Tuesday, November 24, 2015


Is poverty a crime?

Thursday, October 29, 2015, 6:30 AM
One story in Philadelphia recently captured a lot of attention. Just before midnight on a Friday two weeks ago, a SEPTA police officer found 2-year-old Jeremiyah wandering in LOVE Park, alone. He had no shoes and no coat, despite the fact it was one of the coldest nights of the fall season thus far... Read more

Remember what 'Aunt Sammy' said . . . about babies and drafts?

Wednesday, October 7, 2015, 6:30 AM
National Public Radio recently aired a segment headlined “South Korea’s Quirky Notions About Electric Fans.” It looked at the widespread belief that sleeping with electric fans blowing in the room could be dangerous. Is this totally a South Korean phenomenon? I ask because in 1930... Read more

Who wants to go to work sick?

Tuesday, September 15, 2015, 6:30 AM
I’m not proud of this but, back in 1986, I showed up for work sick many times because I was pregnant and needed to “save up” my sick days so that I could have some time after childbirth to tend to my new baby. It was before the 1993 Family and Medical Leave Act, which entitles eligible... Read more

New Jersey's vaccination loophole

Tuesday, September 8, 2015, 6:30 AM
There was a time when parents lived in fear of contagious disease. Polio, measles, German measles, whooping cough, diphtheria, tetanus, smallpox and other serious illnesses rampaged through communities with depressing regularity. Infectious disease was the primary killer of children. Over the past... Read more

How are our kids doing?

Monday, July 27, 2015, 6:30 AM
Every year the Annie E. Casey Foundation releases its Kids Count Data Book, giving us a picture of how America’s children are doing in terms of health, education, and economic status. The foundation is particularly concerned about the 16.4 million children living in poverty and it is hopeful... Read more

Smoking and the Oscars: A Scary Movie

Sunday, February 22, 2015, 8:00 AM
Something to ponder on Academy Awards night: 57 percent of Oscar-nominated movies include tobacco imagery. That’s actually the lowest in several years, according to a post by Stanton Glantz, a professor of medicine at the University of California, San Francisco, who provides a fascinating spreadsheet... Read more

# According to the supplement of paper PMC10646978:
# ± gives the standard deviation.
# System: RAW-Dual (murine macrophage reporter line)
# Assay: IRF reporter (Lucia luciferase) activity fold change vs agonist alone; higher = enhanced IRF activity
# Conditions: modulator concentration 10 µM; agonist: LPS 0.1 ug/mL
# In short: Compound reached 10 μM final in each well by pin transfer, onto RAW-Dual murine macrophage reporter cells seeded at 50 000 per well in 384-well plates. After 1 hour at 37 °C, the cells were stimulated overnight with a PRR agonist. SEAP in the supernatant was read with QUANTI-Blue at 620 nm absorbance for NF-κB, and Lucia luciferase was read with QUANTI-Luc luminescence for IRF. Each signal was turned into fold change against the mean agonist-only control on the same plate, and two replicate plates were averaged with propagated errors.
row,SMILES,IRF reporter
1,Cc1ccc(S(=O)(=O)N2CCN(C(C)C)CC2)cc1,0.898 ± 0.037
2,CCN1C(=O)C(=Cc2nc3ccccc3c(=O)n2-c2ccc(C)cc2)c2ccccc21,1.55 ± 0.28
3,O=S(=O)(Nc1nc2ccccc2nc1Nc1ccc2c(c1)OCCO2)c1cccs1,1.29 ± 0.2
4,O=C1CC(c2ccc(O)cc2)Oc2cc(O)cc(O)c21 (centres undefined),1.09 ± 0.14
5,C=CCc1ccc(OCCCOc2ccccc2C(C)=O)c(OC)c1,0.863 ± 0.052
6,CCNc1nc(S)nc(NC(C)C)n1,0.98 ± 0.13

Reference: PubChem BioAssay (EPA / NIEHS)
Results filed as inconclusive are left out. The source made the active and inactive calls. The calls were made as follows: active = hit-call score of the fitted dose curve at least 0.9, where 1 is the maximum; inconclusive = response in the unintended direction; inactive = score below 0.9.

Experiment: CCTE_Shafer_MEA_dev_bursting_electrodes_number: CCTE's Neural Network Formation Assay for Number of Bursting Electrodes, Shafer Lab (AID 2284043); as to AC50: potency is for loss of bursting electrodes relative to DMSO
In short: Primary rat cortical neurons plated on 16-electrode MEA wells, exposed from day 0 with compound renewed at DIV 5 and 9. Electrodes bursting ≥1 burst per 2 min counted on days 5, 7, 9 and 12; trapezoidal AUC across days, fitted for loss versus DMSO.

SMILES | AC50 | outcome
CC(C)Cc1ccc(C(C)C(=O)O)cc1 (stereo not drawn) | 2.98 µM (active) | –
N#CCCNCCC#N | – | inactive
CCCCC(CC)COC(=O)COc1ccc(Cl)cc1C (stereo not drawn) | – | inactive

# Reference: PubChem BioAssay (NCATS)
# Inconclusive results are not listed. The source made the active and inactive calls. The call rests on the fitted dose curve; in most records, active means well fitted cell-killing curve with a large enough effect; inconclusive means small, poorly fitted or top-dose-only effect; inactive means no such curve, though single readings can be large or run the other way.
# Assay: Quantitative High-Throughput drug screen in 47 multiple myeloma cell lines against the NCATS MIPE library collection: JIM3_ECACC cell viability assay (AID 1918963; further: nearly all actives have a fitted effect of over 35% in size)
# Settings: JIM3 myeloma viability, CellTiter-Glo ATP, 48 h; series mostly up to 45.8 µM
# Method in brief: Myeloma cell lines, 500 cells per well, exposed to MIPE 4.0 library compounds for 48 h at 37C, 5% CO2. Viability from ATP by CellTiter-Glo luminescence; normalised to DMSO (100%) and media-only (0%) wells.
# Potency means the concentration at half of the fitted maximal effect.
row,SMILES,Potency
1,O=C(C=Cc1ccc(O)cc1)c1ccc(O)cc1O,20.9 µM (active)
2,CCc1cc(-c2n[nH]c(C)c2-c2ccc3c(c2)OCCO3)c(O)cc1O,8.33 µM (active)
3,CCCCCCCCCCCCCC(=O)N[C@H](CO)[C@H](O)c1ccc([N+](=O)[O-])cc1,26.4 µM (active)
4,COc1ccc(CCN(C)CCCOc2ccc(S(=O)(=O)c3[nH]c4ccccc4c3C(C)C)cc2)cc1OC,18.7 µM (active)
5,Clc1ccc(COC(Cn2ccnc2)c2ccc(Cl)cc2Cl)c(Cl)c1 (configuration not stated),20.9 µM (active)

Life, liberty, and the right to infect others with measles: Rand Paul on vaccination

Monday, February 9, 2015, 6:30 AM
Sen. Rand Paul of Kentucky confirmed his membership in the “doctors who shouldn’t have gone into politics” club with his comments last week supporting the right of parents who don’t want their kids to be immunized. While acknowledging vaccines to be “one of the greatest... Read more

Set aside 'Little Orphan Annie.' How do we really deal with unwanted kids?

Tuesday, February 3, 2015, 6:30 AM
Americans prefer stories about our most vulnerable youngsters to have a happy ending, like the comic book character “Little Orphan Annie,” so popular that she returned as a musical and was recently remade into the move “Annie” It allows us to indulge in the fantasy that plucky... Read more

Should teens get to say ‘no’ to life-saving medical treatment?

Friday, January 23, 2015, 6:30 AM
Two weeks ago, the Connecticut Supreme Court ruled in favor of a Hartford Hospital forcing chemotherapy on Cassandra C., a 17-year-old girl with Hodgkin's lymphoma, concluding that she was not a “mature minor” in the legal sense of the term and was therefore unable to refuse such life-saving... Read more

Facing the concussion risks of youth football

Friday, September 26, 2014, 6:30 AM
After years of denying the link between football and brain disease, this month the National Football League’s own experts calculated that nearly one third of its players will go on to develop long-term cognitive problems after retirement. The league’s new stance might help shift public... Read more
About this blog

What is public health — and why does it matter?

Through prevention, education, and intervention, public health practitioners - epidemiologists, health policy experts, municipal workers, environmental health scientists - work to keep us healthy.

It’s not always easy. Michael Yudell, Jonathan Purtle, and other contributors tell you why.

Michael Yudell, PhD, MPH Associate Professor, Drexel University School of Public Health
Jonathan Purtle, DrPH, MSc Assistant Professor, Drexel University School of Public Health
Janet Golden, PhD Professor of history, Rutgers University-Camden
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